Going off the Grid

Once you change your lifestyle, a whole new world opens up to you with people you’ve never spoken to and things you’d never ......


It’s a whole new world …

Once you change your lifestyle, a whole new world opens up to you with people you’ve never spoken to and things you’d never thought you’d do. There are actually a lot of wonderfully talented, knowledgeable people residing in Forks and the surrounding areas. All from different walks of lives, some are extremists and some are people like me just trying to figure it out, which makes Forks absolutely unique.

Beaver Farms has ducks, chickens, rabbits and they also have bees, I believe. If I would have known this little bit of information, I would have purchased my baby chickies and ducklings from them just so I could keep it REALLY local.

Speaking of local, I got myself a private tour of a very fabulous garden that sits in the middle of town. I got some awesome starts from Miss Heidi and I know they were grown from her 100-percent organic garden. I was truly impressed with her knowledge and garden; it was like a walk of wisdom! Be sure to follow her on her new blog called Rain Country Homestead.

Remember when I said we had to go to the Hood Canal area and pick up our bees but with our luck something would happen with them? Well, I lucked out with what I’m sure was Ebola but really was the flu and didn’t have to go. Phil and Ed loaded up the girls and off they went. Phil ended up with Ebola (the flu) during the car ride and had Ed drive the rest of the way. When they got the bees loaded up in the Excursion, they apparently missed the small hole. A couple of bees escaped and buzzed around. I guess Riyan stayed calm but Harper had herself a meltdown. I would have too if I were in the car. Everyone made it home safely without getting stung. The bees are now happy in the orchard in their new home.

Our vegetable starts are totally ready for the ground. I’m just a little hesitant though because it’s still a little chilly in the morning. But a section of the ground in the orchard has been rototilled and another area has been “tarped” out for our little pumpkin patch.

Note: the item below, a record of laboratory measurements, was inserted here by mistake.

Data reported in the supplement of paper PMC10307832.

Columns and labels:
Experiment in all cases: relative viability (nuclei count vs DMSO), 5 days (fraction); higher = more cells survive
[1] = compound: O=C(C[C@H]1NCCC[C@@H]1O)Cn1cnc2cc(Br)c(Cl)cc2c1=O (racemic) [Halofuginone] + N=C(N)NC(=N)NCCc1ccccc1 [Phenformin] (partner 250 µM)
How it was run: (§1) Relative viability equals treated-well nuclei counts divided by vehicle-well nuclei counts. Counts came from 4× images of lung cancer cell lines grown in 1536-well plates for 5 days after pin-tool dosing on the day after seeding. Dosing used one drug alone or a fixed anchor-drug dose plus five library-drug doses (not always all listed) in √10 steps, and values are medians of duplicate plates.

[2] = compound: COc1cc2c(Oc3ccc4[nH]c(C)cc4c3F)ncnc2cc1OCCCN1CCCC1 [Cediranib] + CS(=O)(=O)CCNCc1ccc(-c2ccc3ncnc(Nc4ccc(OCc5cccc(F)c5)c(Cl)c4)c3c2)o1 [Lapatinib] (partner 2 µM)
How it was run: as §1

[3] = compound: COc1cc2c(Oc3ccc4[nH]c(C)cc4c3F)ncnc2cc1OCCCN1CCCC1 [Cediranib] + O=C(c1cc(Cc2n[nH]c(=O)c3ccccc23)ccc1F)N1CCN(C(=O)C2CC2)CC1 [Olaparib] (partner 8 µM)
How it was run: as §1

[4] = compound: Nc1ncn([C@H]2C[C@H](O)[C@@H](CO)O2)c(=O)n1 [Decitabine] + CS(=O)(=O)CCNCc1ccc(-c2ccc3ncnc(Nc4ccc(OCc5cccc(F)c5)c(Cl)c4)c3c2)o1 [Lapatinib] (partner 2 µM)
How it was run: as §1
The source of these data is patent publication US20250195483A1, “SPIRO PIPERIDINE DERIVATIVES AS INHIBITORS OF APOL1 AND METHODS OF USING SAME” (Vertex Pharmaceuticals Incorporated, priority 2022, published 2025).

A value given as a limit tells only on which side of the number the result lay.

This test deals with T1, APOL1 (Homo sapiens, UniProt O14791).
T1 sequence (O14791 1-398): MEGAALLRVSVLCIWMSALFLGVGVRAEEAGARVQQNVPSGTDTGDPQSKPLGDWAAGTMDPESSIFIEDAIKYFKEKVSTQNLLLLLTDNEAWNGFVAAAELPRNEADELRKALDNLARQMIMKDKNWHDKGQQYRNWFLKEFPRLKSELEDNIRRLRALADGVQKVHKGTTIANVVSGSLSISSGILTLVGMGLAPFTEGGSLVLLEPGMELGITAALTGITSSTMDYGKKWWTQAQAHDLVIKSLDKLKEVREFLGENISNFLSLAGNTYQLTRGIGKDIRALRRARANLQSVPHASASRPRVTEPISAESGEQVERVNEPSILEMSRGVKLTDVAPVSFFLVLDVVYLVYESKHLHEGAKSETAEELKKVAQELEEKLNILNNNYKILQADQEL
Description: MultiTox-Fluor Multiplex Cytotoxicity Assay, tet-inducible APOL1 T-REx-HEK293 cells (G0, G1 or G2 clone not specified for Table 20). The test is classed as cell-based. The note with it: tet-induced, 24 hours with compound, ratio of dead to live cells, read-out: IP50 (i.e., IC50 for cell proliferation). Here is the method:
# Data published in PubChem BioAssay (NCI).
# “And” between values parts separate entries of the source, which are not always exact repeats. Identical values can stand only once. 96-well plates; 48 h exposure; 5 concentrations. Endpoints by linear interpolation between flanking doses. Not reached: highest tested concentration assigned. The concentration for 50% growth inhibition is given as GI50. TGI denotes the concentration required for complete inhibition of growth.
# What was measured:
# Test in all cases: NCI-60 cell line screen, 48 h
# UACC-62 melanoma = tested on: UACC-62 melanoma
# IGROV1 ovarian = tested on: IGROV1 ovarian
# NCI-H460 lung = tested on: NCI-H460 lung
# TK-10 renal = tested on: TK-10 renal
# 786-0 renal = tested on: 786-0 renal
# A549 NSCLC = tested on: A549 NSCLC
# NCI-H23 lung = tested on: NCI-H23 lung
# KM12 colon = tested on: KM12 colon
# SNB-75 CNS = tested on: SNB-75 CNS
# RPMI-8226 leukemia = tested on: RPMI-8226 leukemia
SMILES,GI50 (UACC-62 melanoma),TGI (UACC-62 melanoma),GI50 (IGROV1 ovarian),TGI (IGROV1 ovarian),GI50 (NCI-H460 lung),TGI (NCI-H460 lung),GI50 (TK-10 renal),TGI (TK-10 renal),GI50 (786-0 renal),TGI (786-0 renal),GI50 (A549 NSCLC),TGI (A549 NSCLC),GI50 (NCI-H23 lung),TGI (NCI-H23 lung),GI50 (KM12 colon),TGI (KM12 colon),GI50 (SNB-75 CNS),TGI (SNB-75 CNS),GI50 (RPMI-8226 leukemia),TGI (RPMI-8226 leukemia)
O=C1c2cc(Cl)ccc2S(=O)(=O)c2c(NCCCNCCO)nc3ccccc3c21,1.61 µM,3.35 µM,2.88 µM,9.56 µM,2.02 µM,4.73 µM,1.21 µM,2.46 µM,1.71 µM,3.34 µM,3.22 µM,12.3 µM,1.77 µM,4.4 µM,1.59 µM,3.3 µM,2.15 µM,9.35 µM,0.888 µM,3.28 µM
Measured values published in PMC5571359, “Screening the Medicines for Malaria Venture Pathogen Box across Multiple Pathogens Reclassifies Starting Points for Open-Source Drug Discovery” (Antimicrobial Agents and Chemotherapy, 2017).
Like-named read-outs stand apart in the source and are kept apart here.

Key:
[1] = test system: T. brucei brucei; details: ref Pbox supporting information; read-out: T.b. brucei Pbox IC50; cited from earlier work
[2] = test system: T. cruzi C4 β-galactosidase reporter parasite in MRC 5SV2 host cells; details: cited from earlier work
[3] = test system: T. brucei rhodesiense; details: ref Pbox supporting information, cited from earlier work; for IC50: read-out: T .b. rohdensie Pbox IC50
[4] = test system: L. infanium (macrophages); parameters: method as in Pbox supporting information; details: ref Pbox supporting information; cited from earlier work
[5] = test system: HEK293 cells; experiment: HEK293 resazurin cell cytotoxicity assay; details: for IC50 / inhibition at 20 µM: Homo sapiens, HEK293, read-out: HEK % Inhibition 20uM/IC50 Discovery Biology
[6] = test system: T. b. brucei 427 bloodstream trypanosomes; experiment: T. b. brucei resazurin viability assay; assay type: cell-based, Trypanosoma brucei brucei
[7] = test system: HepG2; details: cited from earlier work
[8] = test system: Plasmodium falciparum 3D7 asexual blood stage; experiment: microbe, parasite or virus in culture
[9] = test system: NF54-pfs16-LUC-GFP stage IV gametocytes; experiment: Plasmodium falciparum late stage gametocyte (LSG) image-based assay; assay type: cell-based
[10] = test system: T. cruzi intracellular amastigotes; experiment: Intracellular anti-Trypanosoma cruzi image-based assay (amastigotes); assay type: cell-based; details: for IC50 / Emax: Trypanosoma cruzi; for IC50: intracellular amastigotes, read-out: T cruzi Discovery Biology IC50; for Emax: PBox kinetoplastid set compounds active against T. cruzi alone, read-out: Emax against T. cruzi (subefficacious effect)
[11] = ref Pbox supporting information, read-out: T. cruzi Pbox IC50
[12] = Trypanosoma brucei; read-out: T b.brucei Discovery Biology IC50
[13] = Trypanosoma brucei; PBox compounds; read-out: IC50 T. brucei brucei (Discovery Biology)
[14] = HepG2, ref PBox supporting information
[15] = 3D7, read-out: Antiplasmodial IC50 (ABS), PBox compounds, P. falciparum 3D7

We have 250 gallons of rain water saved. We are kicking ourselves for not buying a giant tank that sits at True Value or “Bob’s” if you will. I mean, we still can and more than likely will, but it seems rain season is just about over with all this beautiful weather we are having. I guess we will figure something out, we always do. I’m a little nervous our well will go dry.

We are entering our fifth month being off grid which means we haven’t had a fridge in four and half of those months. It’s not that one doesn’t work out here, it’s that it died. Getting someone to come out to fix it is not real and having our special fridge worked on in Port Angeles is kind of a waiting list. So the dilemma … Do we buy a new fridge or save our money? This fridge is not like your fridge so it comes with a pretty price tag. The obvious answer is duh; go on vacation with the money you are saving to buy a new fridge.  What do we really put in a fridge anyway? Milk? I can’t get the girls to drink it and I don’t care for it. But I do keep a gallon at Alajiah’s house just in case someone wants it. Cheese? It goes really fast in our house, so prepackaged squares are just fine.

Eggs also go quickly and I buy everything in small amounts now so we are not wasting anything we cannot eat right away. We keep an insane amount of apples, bananas, grapes, oranges and mini-watermelons in the house. Five out of seven days I am in town so if it’s meat we are having for dinner, I just stop at the store. Our lifestyle is forcing us to be healthier and I kind of enjoy it.